One morning this spring as my son was getting ready for school, I noticed that his hair was wet. I asked him why and he told me “I had something in it, so Grandma washed it out.” It was only later that I heard the full story from my mom. She had gone into the bathroom to shower and found Tyler in there just about ready to cut something “sticky, like a gumdrop” out of his hair (that would have been bad, considering his last cut-my-own-hair incident hasn’t fully grown out yet). Any guesses on what that sticky thing was? A fiber gummy vitamin – one he must have hidden in his bed instead of eating it as he told me he had. *sigh*
That is just the latest in what has been our ongoing battle with our kids’ picky eating habits and our quest to get them to ingest something even partially close to the nutrients they need every day. I know I’m not alone in this – plenty of children have eating issues of one sort or another and there are a lot of parents out there dealing with their own children’s eating habits with varying degrees of success (and frustration). It has been a topic of conversation with my friends, family, and other parents many many times. I have often been tempted to start writing a “Picky Eating Chronicles” series and with our latest brilliant idea (more on that soon!) being put into action this week, it seems like it would be a good time to put pen to paper (or fingers to the keyboard) and share what I have learned so far.
My oldest is 11, and my son is 8. Both of them started out as fairly good eaters, but right around the time the independence and the Terrible Twos kicked in, so did the picky eating. I had hoped it was a phase, but it wasn’t. So I’ve been dealing with this for a number of years at this point, going through cycles of “working on it,” ignoring it or being too busy with other things to think about it much, periods of complete frustration, and more recently, possible food-related health issues for my son (constipation, according to a military doc at the base in NC – whose diagnosis I’m still not fully confidant in). Over the years I’ve done a lot of reading and research, talked to other parents, and tried a whole lot of different techniques and recipes and ideas and even developed a few of my own. I will get to most of those in future posts, but my biggest and best tip for parents of picky eaters everywhere is this:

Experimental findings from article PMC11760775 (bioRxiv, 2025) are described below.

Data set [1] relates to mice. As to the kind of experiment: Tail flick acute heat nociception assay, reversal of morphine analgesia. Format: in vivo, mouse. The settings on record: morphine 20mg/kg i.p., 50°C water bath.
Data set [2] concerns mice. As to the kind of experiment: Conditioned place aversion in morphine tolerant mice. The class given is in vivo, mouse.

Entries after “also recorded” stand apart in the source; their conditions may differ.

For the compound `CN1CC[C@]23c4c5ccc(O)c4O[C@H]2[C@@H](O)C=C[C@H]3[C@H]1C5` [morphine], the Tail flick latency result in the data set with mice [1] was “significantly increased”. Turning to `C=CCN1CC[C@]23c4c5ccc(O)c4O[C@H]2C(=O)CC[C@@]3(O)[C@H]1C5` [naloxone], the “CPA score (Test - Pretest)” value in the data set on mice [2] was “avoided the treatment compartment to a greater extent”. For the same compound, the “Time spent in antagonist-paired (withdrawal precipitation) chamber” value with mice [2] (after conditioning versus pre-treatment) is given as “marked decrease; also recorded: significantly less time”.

Stay positive and don’t take it personally.
What? You think I have some sort of magic trick that will turn your child into one that eats all his broccoli overnight? 😉 Naw, that’s not how life works. But the one thing I do know to be true in life is that our attitude and our expectations are the biggest influence on our happiness and success in every aspect of our lives. The second you let your child’s appetite (or lack thereof) upset you, you lose. Dinner can go from a pleasant family event to a battle of wills in no time at all. Don’t let that happen. That perfect meal that you spent an hour preparing and were SO convinced your child would love only to find you couldn’t even talk him into taking a single bite? And this was after he pinkie promised that he absolutely WOULD try three bites, even if it didn’t look like he thought it would look? Or the time you make his absolute favorite thing for lunch (you know the one he requested 3 times in a row last week) only to be informed that he’s “sick of it.” Or maybe you just spent $6 at a restaurant for a kids’ meal that didn’t get touched at all (because the cheese in the grilled cheese was white instead of yellow?!) and you find yourself swearing you are never going to eat out again. Believe me, getting upset about it is just not worth it. Instead of flying off the handle, yelling, making threats, or pulling your hair out remind yourself it’s not you and it’s not the food, your kid is just a little quirky (and
stubborn, er opinionated) and that’s ok.
Smile. Hug him. And try again tomorrow.
Because you know you love that little bundle of attitude and stubbornness more than life itself and he needs a calm, happy mother (or father) much more than he needs a stomach full of brussels sprouts.
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